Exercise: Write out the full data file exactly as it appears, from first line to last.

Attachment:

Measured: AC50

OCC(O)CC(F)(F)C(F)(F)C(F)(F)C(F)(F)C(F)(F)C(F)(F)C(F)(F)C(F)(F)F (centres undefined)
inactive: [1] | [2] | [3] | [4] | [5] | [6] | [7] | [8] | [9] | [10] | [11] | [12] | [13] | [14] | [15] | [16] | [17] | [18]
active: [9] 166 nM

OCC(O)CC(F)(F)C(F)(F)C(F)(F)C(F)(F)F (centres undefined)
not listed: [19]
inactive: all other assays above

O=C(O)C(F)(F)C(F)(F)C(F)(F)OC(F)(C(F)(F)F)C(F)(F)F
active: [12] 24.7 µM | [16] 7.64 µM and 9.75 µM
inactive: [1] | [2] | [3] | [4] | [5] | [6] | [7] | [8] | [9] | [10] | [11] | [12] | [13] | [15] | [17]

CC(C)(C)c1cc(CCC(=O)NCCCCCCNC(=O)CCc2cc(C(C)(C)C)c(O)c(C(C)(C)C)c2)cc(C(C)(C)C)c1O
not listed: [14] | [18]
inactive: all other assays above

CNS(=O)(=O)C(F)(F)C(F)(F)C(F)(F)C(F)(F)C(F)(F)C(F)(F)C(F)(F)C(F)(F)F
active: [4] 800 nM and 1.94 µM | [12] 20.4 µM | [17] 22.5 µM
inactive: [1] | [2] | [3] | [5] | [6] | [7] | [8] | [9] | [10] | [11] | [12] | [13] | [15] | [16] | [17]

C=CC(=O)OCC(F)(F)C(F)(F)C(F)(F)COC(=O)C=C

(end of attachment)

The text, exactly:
Measured: AC50

OCC(O)CC(F)(F)C(F)(F)C(F)(F)C(F)(F)C(F)(F)C(F)(F)C(F)(F)C(F)(F)F (centres undefined)
inactive: [1] | [2] | [3] | [4] | [5] | [6] | [7] | [8] | [9] | [10] | [11] | [12] | [13] | [14] | [15] | [16] | [17] | [18]
active: [9] 166 nM

OCC(O)CC(F)(F)C(F)(F)C(F)(F)C(F)(F)F (centres undefined)
not listed: [19]
inactive: all other assays above

O=C(O)C(F)(F)C(F)(F)C(F)(F)OC(F)(C(F)(F)F)C(F)(F)F
active: [12] 24.7 µM | [16] 7.64 µM and 9.75 µM
inactive: [1] | [2] | [3] | [4] | [5] | [6] | [7] | [8] | [9] | [10] | [11] | [12] | [13] | [15] | [17]

CC(C)(C)c1cc(CCC(=O)NCCCCCCNC(=O)CCc2cc(C(C)(C)C)c(O)c(C(C)(C)C)c2)cc(C(C)(C)C)c1O
not listed: [14] | [18]
inactive: all other assays above

CNS(=O)(=O)C(F)(F)C(F)(F)C(F)(F)C(F)(F)C(F)(F)C(F)(F)C(F)(F)C(F)(F)F
active: [4] 800 nM and 1.94 µM | [12] 20.4 µM | [17] 22.5 µM
inactive: [1] | [2] | [3] | [5] | [6] | [7] | [8] | [9] | [10] | [11] | [12] | [13] | [15] | [16] | [17]

C=CC(=O)OCC(F)(F)C(F)(F)C(F)(F)COC(=O)C=C